Friday, November 25, 2011

Science Fiction: The New Space Opera, edited by Gardner Dozois & Jonathan Strathan

Nothing is impossible. The universe is full of possibilities. This is the basic idea of science fiction, which has fascinated me for decades. It seems to me that space operas are the cream of the genre. They tell stories about encounters and experiences with foreign planets, alien lifeforms, black holes, strange galaxies and alternative universes. 

The anthology "The New Space Opera", edited by Gardner Dozois & Jonathan Strathan (published 2007, shows how this kind of literature has evolved into the 21st century. It`s a collection of 18 short stories & novellas. The more than 500 pages combine the adventures of their heroes with the advances in cosmology, quantum physics, genetics, molecular and other sciences.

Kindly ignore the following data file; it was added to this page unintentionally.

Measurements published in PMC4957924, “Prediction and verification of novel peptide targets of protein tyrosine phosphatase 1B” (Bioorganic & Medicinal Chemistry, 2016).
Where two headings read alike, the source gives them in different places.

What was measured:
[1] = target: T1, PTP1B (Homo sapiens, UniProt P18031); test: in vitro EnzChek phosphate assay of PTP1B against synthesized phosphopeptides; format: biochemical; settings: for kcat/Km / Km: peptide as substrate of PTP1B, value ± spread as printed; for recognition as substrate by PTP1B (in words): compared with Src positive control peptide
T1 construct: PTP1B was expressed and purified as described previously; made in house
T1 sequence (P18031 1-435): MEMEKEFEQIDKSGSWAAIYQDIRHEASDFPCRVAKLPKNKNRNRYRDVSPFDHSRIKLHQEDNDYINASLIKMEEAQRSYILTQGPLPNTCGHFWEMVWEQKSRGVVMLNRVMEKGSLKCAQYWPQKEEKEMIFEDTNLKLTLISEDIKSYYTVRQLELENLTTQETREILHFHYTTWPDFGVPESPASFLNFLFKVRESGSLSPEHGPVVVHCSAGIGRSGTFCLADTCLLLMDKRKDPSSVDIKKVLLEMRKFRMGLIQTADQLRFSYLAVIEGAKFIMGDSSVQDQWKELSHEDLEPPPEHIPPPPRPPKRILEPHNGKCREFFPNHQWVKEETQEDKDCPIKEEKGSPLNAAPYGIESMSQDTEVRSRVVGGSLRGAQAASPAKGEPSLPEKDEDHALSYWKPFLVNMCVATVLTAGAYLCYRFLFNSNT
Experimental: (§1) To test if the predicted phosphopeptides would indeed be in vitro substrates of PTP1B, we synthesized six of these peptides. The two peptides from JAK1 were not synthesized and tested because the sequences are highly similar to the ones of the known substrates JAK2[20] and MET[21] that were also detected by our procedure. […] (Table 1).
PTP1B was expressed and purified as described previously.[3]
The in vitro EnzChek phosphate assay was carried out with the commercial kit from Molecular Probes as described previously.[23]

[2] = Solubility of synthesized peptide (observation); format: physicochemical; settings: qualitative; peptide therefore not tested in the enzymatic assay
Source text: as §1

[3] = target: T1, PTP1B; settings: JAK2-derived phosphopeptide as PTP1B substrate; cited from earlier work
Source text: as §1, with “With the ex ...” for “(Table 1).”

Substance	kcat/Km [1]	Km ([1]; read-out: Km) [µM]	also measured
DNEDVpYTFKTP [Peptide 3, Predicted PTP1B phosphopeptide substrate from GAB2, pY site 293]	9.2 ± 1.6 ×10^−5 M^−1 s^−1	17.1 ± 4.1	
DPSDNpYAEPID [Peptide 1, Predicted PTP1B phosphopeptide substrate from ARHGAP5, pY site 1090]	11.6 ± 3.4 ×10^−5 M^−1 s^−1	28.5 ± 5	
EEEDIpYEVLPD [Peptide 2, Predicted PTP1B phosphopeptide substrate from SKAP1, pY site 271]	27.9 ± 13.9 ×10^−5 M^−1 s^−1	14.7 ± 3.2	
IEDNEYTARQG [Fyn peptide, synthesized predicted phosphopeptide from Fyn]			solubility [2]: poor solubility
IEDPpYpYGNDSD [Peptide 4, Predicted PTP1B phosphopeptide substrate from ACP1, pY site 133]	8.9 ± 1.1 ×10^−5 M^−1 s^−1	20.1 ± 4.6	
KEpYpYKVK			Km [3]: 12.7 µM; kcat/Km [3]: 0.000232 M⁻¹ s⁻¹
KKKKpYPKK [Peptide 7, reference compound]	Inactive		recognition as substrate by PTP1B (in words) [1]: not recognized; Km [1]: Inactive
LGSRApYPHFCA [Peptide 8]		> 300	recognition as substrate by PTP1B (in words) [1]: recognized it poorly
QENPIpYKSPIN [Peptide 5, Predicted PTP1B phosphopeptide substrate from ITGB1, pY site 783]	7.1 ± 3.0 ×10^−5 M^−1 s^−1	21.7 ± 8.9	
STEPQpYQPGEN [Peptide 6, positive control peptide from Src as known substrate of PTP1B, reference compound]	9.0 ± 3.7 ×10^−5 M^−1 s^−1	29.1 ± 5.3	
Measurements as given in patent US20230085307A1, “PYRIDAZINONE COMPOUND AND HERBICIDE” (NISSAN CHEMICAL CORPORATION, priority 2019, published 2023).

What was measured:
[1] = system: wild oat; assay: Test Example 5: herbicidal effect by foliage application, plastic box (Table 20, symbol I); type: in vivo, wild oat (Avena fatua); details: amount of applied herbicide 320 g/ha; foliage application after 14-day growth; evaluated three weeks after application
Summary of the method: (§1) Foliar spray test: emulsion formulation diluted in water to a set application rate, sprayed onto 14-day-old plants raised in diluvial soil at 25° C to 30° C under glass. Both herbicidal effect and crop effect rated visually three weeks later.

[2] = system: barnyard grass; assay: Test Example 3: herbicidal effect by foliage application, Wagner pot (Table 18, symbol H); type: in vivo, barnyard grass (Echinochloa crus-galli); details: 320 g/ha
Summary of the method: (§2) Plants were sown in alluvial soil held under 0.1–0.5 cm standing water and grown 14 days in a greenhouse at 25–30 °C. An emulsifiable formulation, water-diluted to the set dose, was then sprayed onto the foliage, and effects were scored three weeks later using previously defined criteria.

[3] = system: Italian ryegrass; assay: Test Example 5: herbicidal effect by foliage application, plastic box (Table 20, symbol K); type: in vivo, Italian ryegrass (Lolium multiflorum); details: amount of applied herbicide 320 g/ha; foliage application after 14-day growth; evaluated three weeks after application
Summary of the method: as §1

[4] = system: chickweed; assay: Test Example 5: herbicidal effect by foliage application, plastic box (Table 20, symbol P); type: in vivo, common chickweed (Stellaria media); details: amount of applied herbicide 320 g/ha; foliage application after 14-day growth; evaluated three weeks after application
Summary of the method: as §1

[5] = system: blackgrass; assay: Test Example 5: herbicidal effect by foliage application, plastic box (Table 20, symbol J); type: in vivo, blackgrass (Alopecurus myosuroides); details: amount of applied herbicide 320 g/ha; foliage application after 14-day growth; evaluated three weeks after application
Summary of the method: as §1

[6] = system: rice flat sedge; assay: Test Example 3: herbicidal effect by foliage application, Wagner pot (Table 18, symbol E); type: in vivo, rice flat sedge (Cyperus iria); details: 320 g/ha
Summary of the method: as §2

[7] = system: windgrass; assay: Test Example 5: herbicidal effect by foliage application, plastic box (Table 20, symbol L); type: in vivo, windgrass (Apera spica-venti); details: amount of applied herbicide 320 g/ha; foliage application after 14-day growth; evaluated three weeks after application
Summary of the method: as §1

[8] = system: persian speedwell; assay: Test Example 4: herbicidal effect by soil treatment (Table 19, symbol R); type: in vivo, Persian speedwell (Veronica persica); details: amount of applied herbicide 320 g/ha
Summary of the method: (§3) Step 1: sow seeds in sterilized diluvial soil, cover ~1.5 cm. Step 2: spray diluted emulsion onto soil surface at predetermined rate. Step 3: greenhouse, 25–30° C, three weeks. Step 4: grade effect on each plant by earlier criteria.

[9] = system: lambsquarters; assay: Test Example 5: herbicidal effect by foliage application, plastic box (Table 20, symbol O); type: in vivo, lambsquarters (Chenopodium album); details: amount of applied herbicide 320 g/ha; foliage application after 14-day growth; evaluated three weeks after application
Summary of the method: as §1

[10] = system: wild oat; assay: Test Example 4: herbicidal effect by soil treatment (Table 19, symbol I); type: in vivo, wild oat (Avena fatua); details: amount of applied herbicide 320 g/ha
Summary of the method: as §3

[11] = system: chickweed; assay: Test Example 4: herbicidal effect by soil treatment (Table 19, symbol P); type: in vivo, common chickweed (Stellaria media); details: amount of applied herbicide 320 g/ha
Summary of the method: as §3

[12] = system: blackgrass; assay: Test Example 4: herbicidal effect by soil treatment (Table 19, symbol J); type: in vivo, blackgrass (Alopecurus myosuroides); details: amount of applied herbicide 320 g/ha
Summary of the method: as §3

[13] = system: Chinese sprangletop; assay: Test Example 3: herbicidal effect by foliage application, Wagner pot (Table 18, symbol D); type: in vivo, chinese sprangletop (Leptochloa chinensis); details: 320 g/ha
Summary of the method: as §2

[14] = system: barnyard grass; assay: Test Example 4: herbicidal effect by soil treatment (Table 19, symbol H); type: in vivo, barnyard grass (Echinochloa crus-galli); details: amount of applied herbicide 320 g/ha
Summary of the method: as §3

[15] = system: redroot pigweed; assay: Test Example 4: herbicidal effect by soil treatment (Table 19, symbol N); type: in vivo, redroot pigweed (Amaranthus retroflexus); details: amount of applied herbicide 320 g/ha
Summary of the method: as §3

"Winning Peace" by Paul J. McAuley tells the story of a man who was tricked by his deceptive employer and a treacherous alien.
"Splinters Of Glass" by Mary Rosenblum narrates a twisted love story and a deadly man hunt on Europe, an icy moon of Jupiter.

"The Emperor And The Maula" by Robert Silverberg confronts us with an assassin trying to accomplish her deadly revenge against all odds.
"The Worm Turns" by Gregory Benford focuses on a freelance pilot of a space ship who - with the help of her AI - has to catch a wormhole.

"Art Of War" by Nancy Kress introduces us to an expert in the sciences of the arts who is involved in a war against strange behaving aliens and a twisted family relationship.
"Muse Of Fire" by Dan Simmons is about a Shakespearean theater group who has to perform before aliens to save the whole of humankind.

The rest of the narratives, including contributions by Alastair Reynolds, Peter F. Hamilton and Ian McDonald, also are full of wonders & surprises. Enjoy!

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